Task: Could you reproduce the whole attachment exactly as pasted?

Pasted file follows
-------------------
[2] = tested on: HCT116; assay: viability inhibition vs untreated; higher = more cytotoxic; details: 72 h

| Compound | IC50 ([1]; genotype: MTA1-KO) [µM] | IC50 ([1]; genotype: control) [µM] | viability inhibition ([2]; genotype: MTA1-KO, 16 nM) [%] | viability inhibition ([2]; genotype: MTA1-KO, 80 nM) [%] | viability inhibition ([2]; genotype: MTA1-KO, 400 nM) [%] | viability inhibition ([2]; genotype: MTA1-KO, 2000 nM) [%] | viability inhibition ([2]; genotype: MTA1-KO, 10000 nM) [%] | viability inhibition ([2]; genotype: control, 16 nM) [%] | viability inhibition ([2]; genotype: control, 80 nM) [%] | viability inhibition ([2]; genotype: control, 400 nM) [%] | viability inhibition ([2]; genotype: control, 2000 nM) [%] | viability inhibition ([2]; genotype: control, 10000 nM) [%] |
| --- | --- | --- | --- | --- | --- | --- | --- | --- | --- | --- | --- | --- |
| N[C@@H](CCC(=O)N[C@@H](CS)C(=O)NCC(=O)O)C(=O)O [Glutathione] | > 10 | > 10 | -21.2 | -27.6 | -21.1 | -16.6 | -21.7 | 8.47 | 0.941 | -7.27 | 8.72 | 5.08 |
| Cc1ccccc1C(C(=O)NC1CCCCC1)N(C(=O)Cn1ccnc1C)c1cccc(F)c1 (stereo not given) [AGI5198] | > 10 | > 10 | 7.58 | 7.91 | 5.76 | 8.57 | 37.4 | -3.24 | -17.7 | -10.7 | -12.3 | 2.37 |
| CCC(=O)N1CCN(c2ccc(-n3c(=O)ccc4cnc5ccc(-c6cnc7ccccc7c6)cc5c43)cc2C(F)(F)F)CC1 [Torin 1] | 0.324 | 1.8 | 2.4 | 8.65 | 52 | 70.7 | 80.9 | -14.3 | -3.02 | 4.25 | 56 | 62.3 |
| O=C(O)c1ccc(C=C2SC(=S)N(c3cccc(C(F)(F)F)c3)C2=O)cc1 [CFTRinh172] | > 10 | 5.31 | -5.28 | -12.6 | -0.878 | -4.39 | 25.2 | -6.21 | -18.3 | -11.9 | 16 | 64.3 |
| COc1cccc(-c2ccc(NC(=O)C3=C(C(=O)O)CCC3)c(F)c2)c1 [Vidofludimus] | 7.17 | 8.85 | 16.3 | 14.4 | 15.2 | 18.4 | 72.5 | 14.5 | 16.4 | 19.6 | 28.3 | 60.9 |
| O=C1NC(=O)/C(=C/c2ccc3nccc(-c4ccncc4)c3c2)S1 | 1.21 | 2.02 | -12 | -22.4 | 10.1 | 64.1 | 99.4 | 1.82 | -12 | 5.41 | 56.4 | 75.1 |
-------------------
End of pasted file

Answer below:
[2] = tested on: HCT116; assay: viability inhibition vs untreated; higher = more cytotoxic; details: 72 h

| Compound | IC50 ([1]; genotype: MTA1-KO) [µM] | IC50 ([1]; genotype: control) [µM] | viability inhibition ([2]; genotype: MTA1-KO, 16 nM) [%] | viability inhibition ([2]; genotype: MTA1-KO, 80 nM) [%] | viability inhibition ([2]; genotype: MTA1-KO, 400 nM) [%] | viability inhibition ([2]; genotype: MTA1-KO, 2000 nM) [%] | viability inhibition ([2]; genotype: MTA1-KO, 10000 nM) [%] | viability inhibition ([2]; genotype: control, 16 nM) [%] | viability inhibition ([2]; genotype: control, 80 nM) [%] | viability inhibition ([2]; genotype: control, 400 nM) [%] | viability inhibition ([2]; genotype: control, 2000 nM) [%] | viability inhibition ([2]; genotype: control, 10000 nM) [%] |
| --- | --- | --- | --- | --- | --- | --- | --- | --- | --- | --- | --- | --- |
| N[C@@H](CCC(=O)N[C@@H](CS)C(=O)NCC(=O)O)C(=O)O [Glutathione] | > 10 | > 10 | -21.2 | -27.6 | -21.1 | -16.6 | -21.7 | 8.47 | 0.941 | -7.27 | 8.72 | 5.08 |
| Cc1ccccc1C(C(=O)NC1CCCCC1)N(C(=O)Cn1ccnc1C)c1cccc(F)c1 (stereo not given) [AGI5198] | > 10 | > 10 | 7.58 | 7.91 | 5.76 | 8.57 | 37.4 | -3.24 | -17.7 | -10.7 | -12.3 | 2.37 |
| CCC(=O)N1CCN(c2ccc(-n3c(=O)ccc4cnc5ccc(-c6cnc7ccccc7c6)cc5c43)cc2C(F)(F)F)CC1 [Torin 1] | 0.324 | 1.8 | 2.4 | 8.65 | 52 | 70.7 | 80.9 | -14.3 | -3.02 | 4.25 | 56 | 62.3 |
| O=C(O)c1ccc(C=C2SC(=S)N(c3cccc(C(F)(F)F)c3)C2=O)cc1 [CFTRinh172] | > 10 | 5.31 | -5.28 | -12.6 | -0.878 | -4.39 | 25.2 | -6.21 | -18.3 | -11.9 | 16 | 64.3 |
| COc1cccc(-c2ccc(NC(=O)C3=C(C(=O)O)CCC3)c(F)c2)c1 [Vidofludimus] | 7.17 | 8.85 | 16.3 | 14.4 | 15.2 | 18.4 | 72.5 | 14.5 | 16.4 | 19.6 | 28.3 | 60.9 |
| O=C1NC(=O)/C(=C/c2ccc3nccc(-c4ccncc4)c3c2)S1 | 1.21 | 2.02 | -12 | -22.4 | 10.1 | 64.1 | 99.4 | 1.82 | -12 | 5.41 | 56.4 | 75.1 |